Who is ‘at steak’? New detection method developed for red meat allergy

2018 - 12 - 05

With substantial involvement of LIH, a German-Luxembourgish research team has developed a new test for a rare allergy related to red meat consumption: the alpha-gal syndrome. The oral provocation test currently used in clinical settings may be replaced by this novel blood test that is based on basophil activation. The findings were recently published in the prestigious Journal of Allergy and Clinical Immunology.

The thought of biting down into a juicy barbeque steak fills some with horror – and no, not only vegetarians: in 2009, American scientists confirmed that people can develop an allergy to mammalian meat. In particular, for those who have once suffered a severe inflammatory response to a tick bite, this food intolerance becomes a serious risk. Possible consequences of eating red meat then include symptoms like skin rashes, shortness of breath, or even anaphylactic shock.

The direct trigger for this rare condition, known as alpha-gal syndrome, is a highly specific sugar named galactose-alpha-1,3-galactose, or shortly alpha-gal, residing on the surface of mammalian cells but absent in humans. The allergic reaction does not start as soon as the food is chewed – as is the case with apple allergy for example – but in most cases only after a delay of two to six hours when alpha-gal reaches the bloodstream. It is therefore not easy to attribute the allergic symptoms to the consumption of meat.

The team of scientists and clinicians from Luxembourg and Germany has now developed further a far more efficient test for diagnosing alpha-gal syndrome. It has already been possible to identify a so-called sensitisation to alpha-gal, by detecting the presence of antibodies specific to alpha-gal. However, this method has never helped to estimate the actual severity of an allergic reaction. “So far, the only way to do that has been to perform a provocation test, where sufferers would eat increasingly large amounts – under medical supervision – until an allergic reaction occurred,” says the lead scientist of the project at LIH, Dr Christiane Hilger, Principal Investigator of Molecular and Translational Allergology research group in the Department of Infection and Immunity. “Because of the time delay, this test has always been very elaborate and not without risks.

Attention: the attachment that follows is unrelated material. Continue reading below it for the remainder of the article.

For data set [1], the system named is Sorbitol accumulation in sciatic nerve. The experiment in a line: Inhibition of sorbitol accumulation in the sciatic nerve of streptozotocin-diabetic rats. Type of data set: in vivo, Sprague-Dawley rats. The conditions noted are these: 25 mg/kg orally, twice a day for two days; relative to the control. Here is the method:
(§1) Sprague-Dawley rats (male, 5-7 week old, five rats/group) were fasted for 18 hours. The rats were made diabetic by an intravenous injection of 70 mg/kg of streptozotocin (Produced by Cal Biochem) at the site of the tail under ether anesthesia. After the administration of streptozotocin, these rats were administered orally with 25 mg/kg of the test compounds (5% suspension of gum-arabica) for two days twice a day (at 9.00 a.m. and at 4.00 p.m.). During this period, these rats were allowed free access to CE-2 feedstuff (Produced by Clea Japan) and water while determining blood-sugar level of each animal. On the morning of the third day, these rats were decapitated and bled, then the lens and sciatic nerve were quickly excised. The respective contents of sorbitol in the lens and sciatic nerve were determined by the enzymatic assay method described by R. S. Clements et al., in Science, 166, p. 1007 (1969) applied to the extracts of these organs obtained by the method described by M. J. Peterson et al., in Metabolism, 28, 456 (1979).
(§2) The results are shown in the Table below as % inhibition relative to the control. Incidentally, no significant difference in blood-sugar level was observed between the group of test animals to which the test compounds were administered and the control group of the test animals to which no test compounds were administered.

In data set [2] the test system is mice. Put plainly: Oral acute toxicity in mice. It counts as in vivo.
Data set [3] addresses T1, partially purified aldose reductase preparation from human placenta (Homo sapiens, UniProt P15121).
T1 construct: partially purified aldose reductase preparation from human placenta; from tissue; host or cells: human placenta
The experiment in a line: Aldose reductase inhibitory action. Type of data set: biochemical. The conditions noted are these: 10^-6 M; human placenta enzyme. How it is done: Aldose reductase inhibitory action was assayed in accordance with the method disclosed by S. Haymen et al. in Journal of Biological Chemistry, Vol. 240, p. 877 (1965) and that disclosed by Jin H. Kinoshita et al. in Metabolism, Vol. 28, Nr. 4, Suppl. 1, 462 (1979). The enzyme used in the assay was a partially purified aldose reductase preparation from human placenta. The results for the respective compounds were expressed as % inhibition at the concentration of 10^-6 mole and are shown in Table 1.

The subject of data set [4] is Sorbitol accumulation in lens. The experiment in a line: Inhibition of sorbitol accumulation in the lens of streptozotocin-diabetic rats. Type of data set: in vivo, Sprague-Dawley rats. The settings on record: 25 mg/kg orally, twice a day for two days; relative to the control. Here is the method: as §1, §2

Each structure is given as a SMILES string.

For their work, the researchers analysed the behaviour of basophils, a type of immune cells. These react strongly to various allergens, including the sugar alpha-gal, if an allergy exists. The scientists therefore further developed a test that contains, among other things, the allergen alpha-gal and certain fluorescent biomarkers. Dr Hilger explains: “Blood is drawn from the patient and brought into contact with the substances of the test kit. Next, the basophils are monitored by flow cytometry. If they have reacted strongly to alpha-gal, they light up.” To confirm their new approach, the research team studied blood samples from more than 50 patients. The results were clear, as Prof Bernadette Eberlein from the Technical University of Munich relates: “From the fluorescence signal, we were able to identify very clearly those persons who have developed a meat allergy. The test should help significantly reduce the number of provocation tests that need to be performed.

For the scientists the work is not over. “We still know very little about the causes and immunological bases of alpha-gal syndrome,” declares Dr Hilger. “It has been observed that people tend to develop a meat allergy especially if they have had a particularly strong inflammatory response to a tick bite. We now want to find out what substances in the ticks’ saliva trigger this reaction, and exactly what goes on in the immune system.”

The research team comprised Dr Christiane Hilger, Kyra Swiontek and Prof Markus Ollert of LIH, Dr Martine Morisset and Dr. Françoise Codreanu-Morel of the Centre Hospitalier de Luxembourg (CHL), Dr Jörg Fischer of the University of Tübingen, as well as the leading participants Jana Mehlich, Prof Bernadette Eberlein and Prof Tilo Biedermann of the Technical University of Munich. The continuing project of the collaboration partners is being supported with a bilateral funding from the Luxembourg National Research Fund (FNR) and the Deutsche Forschungsgemeinschaft (DFG) in the framework of the CORE programme.

Publication: Mehlich et al., 2018, The basophil activation test differentiates between patients with alpha-gal syndrome and asymptomatic alpha-gal sensitization. Journal of Allergy and Clinical Immunology.